“I thought to myself, ‘Nobody’s done anything with that for at least 25 years. It looks like a piece of medieval torture instrumentation’”: How G7th revolutionized the guitar capo

G7th Capos
(Image credit: G7th Capos)

The saying ‘Build a better mousetrap and the world will beat a path to your door’ could easily be applied to G7th capos. Over the years, guitarists have struggled with rudimentary plastic-covered metal bars secured by elastic, or what G7th’s chief designer refers to as items looking like instruments of medieval torture. 

The fact is that this was an area of guitar accessorising – and an important one, when you consider how many players rely on them – that had not been re-evaluated for decades. 

Since the lightbulb moment that Nick Campling describes below, G7th capos have been sprouting on the guitar fingerboards worldwide, with an impressive roster of players leading the charge. 

With a new guitar capo just released that will welcome seven- and eight-string players into the fold, we thought it was high time to tell the company’s story from its outset.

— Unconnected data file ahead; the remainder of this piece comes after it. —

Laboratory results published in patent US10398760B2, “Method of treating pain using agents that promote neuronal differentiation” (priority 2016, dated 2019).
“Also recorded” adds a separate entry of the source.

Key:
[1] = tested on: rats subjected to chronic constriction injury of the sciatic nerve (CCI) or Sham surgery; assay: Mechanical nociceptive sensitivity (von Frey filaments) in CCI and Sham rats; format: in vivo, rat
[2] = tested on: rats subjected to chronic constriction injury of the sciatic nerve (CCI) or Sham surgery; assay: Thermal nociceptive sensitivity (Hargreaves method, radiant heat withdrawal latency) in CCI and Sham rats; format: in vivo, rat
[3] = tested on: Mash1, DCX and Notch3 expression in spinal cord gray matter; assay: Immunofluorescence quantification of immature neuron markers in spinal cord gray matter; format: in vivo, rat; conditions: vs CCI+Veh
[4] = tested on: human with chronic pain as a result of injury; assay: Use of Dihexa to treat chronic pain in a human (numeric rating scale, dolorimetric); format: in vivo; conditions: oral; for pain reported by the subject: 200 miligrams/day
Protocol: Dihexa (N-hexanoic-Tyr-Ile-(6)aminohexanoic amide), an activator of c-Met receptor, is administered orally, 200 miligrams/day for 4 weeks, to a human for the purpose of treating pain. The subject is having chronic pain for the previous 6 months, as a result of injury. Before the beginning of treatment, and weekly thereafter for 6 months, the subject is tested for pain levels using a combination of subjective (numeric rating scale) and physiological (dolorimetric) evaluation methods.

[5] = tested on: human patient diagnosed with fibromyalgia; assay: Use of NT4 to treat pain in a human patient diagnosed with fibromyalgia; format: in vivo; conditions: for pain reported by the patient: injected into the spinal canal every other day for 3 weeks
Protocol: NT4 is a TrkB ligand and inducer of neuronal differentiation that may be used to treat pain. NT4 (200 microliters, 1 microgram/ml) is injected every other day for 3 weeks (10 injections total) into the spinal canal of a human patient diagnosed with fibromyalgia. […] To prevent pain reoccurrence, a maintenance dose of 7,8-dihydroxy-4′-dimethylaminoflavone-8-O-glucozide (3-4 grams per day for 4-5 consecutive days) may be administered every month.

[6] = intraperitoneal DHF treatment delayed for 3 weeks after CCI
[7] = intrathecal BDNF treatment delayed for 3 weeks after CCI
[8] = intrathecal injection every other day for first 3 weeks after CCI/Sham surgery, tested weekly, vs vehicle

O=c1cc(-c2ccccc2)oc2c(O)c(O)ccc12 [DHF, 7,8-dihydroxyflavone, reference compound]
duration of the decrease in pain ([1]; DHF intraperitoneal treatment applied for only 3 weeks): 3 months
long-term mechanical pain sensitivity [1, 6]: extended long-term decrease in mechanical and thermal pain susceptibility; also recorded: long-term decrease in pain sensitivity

What were the origins of G7th’s journey?

“I had my own design consultancy called 42 Technology near Cambridge in St Ives. And one day, being the bright light I am, I figured out that most of my customers were probably wealthier than I was and perhaps it would be a good idea to develop a product and take it all the way through to market. Nothing happened. Because until you decide exactly what you’re going to do, nothing ever does. 

G7th Capos' Nick Campling

(Image credit: G7th Capos)

“One day I was playing my guitar, I looked towards my left hand where there was a capo from a well-known make and I thought to myself, ‘Nobody’s done anything with that for at least 25 years. It looks like a piece of medieval torture instrumentation… Let’s do that as an exercise; at least that will get things rolling.’ If I’d been even cleverer, I would have picked on some consumer product that everybody wants, not just guitar players, but never mind! 

“So we wrote a proper design spec, which included things about aesthetics, weight, ease of use and the sorts of things that you put into a design spec if you’re going to do a professional job.

“I put some of the guys onto it – when we hadn’t got other things to do, because we still had to earn money – so the process took quite a while because we actually hit the market towards the end of 2004 and we formed the company, having already done a bit of work, in 2000. The problem being, as always, there was the day job to cope with, dealing with clients who wanted their projects and wanted them now.”